European Integration and De-democratization in Central and Eastern Europe
What role is played by the EU in processes of de-democratization in the CEE countries? The literature presents the EU primarily as a helpless outsider with weak powers to halt processes of de-democratization. I take issue with this presentation and argue that the integration strategy of the EU plays a more direct role in domestic political change that is embedded in a multilevel (some would say: confederal) polity governing the Single Market. The starting point of my argument is that the governance of the continental market imposes uniform rules on national economies burdened with dramatically different problems of economic development. As the EU polity does not leave much room for the supranational politicization of the developmental consequences of integration, the defense of sovereignty and the exclusionary representation of national interests can easily get the “trump card” in domestic politics. Illiberal elites in CEE countries with fragile party systems can extend the strategy of “defending sovereignty from Brussels” to a war against the “internal enemies of the nation”. Looking at from the perspective of comparative federalism, the EU can be seen as an asymmetrical regime of shared sovereignty in key issues of economic development in which “exit” can be prohibitively expensive, the room for effective “voice” is limited, and (partial) withdrawal of loyalty is rewarding.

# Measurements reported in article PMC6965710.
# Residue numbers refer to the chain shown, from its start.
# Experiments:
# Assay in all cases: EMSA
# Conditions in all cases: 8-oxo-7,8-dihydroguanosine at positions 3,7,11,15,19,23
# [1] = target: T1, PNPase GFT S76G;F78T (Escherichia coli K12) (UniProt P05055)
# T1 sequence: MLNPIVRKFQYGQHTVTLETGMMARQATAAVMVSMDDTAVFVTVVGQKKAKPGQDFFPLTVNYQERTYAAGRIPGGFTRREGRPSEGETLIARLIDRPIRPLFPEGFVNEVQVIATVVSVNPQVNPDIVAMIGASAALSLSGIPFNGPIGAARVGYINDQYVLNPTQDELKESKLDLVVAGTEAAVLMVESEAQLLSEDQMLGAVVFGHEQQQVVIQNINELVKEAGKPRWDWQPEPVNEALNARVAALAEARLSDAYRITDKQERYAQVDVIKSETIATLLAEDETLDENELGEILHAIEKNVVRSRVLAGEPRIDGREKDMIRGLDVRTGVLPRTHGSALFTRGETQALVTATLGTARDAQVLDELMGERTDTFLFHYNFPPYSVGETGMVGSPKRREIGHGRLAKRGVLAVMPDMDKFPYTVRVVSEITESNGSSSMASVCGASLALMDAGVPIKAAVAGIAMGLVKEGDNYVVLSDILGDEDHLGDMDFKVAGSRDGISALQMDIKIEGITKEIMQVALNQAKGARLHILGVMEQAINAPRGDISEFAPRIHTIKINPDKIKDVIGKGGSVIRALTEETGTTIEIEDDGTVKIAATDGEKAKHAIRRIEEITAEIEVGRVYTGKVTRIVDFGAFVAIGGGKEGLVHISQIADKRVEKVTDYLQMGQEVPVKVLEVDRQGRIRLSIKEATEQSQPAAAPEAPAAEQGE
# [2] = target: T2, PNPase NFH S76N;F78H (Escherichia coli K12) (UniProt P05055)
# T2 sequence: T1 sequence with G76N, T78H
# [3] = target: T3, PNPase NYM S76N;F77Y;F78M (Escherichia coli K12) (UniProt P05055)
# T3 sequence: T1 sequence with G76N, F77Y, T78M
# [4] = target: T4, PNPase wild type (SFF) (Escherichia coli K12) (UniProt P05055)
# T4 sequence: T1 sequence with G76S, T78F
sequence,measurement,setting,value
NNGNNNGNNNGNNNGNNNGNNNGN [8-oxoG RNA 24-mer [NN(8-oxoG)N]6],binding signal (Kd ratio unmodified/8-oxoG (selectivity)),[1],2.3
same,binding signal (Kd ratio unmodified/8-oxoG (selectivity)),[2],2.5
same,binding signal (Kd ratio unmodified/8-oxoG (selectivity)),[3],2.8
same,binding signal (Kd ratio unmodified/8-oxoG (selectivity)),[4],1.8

Laszlo Bruszt is Professor at CEU Department of Political Science. His more recent studies deal with the politics of economic integration in the peripheries of Europe. His recent publications include “Making states for the single market: European integration and the reshaping of economic states in the Southern and Eastern peripheries of Europe” West European Politics; “The Governance of Market Integration and Development – Introduction to the Special Issue of the Studies in Comparative International Development; “Varieties of Dis-embedded Liberalism - EU Integration Strategies in the Eastern Peripheries of Europe” in Journal of European Public Policy.